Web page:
October 22nd is Phelan-McDermid Awareness Day. To help raise awareness, Olivia, Sophia, Andy and Jenny Kulina have convinced Kings College, Cambridge to illuminate their iconic chapel Green.
Andy has also shared his story with us, on behalf of daughter Sophie.
Lean on Me – A film by Sophia Kulina (7), whose big sister Olivia has Phelan-McDermid Syndrome
Put yourself for a minute in the mind of a young girl who is growing up in a family with a child who has a rare disease. Attention is the most important currency for a young child, so imagine what it feels like when both parents seem to spend all their time focusing on your sister. Then you get to school age, and the joy of making new friends comes with the realisation that most of them have brothers and sisters where the relationship is much, much different than what you experience at home. It’s just not fair.
Yet remarkably, those words have never been uttered by our daughter Sophia. Well, at least not in regard to anything to do with her sister Olivia!
Olivia has a rare chromosome deletion called Phelan-McDermid Syndrome. Phelan-McDermid is a rare genetic condition caused by a deletion or variation of the terminal end of the long arm of chromosome 22 in the 22q13 region, most often including the SHANK3 gene, or a disease-causing mutation of the SHANK3 gene. Olivia is non-verbal, has a delayed swallow and severe learning disabilities. When Olivia was diagnosed, there were only about 500 other known cases of Phelan-McDermid globally.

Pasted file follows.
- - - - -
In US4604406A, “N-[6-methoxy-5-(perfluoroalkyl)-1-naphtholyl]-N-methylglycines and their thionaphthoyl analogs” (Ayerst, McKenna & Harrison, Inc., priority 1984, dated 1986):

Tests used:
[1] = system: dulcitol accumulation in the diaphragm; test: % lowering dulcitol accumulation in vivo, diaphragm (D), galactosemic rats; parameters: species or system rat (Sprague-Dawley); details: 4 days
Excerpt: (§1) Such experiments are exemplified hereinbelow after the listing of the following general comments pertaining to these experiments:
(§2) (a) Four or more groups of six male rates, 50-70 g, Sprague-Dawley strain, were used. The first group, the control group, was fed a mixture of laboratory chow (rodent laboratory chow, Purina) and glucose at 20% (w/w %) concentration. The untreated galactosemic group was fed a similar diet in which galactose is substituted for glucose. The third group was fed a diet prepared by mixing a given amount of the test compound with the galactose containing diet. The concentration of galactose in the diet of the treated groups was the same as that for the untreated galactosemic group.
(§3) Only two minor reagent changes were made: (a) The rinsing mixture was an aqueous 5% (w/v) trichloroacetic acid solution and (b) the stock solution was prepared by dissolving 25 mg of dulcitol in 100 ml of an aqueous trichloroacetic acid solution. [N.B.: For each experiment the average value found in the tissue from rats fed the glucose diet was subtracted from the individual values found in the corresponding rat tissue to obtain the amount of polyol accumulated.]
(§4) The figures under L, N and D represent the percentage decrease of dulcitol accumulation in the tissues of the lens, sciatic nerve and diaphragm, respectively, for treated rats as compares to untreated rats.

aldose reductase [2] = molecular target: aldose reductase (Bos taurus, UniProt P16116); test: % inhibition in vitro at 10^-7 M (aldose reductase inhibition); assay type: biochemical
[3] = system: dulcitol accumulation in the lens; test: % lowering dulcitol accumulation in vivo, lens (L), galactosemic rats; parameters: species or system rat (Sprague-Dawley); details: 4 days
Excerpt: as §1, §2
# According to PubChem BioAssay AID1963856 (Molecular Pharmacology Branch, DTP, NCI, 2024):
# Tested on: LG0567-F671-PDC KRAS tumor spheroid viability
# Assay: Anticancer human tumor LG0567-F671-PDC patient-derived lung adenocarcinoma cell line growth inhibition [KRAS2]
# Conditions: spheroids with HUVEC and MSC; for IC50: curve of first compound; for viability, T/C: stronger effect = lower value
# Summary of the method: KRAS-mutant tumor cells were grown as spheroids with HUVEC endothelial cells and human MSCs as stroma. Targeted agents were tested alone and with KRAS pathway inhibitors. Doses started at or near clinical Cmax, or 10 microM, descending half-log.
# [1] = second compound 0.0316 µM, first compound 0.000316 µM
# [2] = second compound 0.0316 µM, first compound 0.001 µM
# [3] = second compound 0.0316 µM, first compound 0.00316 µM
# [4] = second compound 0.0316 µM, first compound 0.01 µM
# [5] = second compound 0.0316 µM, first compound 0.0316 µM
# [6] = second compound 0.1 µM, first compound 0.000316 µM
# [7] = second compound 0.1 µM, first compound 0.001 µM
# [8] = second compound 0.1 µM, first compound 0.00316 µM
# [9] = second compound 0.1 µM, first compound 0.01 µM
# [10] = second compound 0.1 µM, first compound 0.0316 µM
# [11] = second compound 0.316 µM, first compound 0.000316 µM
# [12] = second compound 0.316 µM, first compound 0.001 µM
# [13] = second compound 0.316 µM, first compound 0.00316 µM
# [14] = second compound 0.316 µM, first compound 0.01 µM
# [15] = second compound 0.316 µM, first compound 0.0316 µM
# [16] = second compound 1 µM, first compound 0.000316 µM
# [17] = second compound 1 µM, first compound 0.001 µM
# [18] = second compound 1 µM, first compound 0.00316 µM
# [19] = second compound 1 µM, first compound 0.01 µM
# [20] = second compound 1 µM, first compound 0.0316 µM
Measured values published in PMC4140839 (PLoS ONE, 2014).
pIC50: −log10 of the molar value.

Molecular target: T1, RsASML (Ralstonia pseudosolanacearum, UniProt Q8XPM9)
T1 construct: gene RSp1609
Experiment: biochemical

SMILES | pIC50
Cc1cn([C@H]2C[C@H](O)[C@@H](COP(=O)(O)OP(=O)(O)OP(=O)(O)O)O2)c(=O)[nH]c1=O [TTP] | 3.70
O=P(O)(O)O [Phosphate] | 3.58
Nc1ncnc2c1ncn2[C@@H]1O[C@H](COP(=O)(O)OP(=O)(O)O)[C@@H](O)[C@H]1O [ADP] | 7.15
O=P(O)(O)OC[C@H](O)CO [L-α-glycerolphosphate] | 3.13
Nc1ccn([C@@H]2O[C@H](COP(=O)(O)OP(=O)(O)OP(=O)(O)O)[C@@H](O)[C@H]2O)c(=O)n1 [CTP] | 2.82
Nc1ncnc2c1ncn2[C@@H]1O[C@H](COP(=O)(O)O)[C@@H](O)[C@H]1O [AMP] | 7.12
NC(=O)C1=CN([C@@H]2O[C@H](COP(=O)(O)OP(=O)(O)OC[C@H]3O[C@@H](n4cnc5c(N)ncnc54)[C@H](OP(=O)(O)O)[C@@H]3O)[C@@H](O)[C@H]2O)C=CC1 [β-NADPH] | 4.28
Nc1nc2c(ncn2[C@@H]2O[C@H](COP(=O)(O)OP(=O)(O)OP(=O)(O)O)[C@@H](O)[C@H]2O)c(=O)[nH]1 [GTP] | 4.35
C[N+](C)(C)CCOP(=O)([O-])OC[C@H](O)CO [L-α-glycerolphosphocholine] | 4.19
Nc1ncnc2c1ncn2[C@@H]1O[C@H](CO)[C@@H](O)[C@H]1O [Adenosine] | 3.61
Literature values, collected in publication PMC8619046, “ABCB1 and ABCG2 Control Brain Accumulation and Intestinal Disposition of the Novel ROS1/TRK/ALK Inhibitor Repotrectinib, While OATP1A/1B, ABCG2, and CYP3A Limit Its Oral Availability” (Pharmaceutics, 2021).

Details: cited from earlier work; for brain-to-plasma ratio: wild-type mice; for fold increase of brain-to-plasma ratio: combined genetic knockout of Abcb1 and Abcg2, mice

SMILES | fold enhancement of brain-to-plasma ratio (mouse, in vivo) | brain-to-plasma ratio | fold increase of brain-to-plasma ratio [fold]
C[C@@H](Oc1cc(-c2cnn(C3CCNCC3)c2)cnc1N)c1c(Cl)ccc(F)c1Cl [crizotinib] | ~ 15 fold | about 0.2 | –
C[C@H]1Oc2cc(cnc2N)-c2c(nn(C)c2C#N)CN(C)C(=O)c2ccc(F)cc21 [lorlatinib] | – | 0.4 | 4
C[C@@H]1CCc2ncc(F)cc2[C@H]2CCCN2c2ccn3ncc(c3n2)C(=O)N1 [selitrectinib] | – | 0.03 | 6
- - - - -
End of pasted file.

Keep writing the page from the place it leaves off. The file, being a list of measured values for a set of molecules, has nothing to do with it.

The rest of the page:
There are lots of other amazing (and heart-breaking) stories on this blogspace about the challenges and small triumphs families face and celebrate when raising a child with a rare disease. Here is a slightly different tale, one told from mind and voice of a seven year old.
Sophia came home from school earlier this year, upset that some of her classmates were laughing that Olivia was ten years old and still wearing nappies (diapers). Instead of getting angry or worse, keeping her feelings inside her, she formulated a plan: She wanted to make a video to show her entire school how she played with Olivia and we all helped her to learn.
The goal (in her words): “So my friends won’t be afraid of Olivia and they will know how to play with her if they come to our house.”
I’m going to stop typing now and just let you watch Sophia’s film.
Kings College is not the first famous landmark to "Shine Green". In the past, the Sydney Harbour Bridge and Empire State Building have been a part of the Shine Green event. Please visit www.ShineGreen.co.uk to read about the event and learn more about Phelan-McDermid Syndrome.
Patient Advocacy and Engagement at Congenica
A desire to improve the lives of people living with rare and inherited diseases is central to everything we do at Congenica, and our patient advocacy and engagement initiative aims to ensure the patient voice is heard loud and clear inside the company.
We also want to help patients navigate often confusing and disparate information by providing educational materials that are trustworthy and helpful. Our aim is to ensure patients, clinicians and researchers understand the patient journey from referral, through diagnosis and beyond.
We strive to help ensure all parties understand the strengths and current limitations of genomic medicine as well as ensuring we work together to realize the full benefits that the genomic revolution promises.
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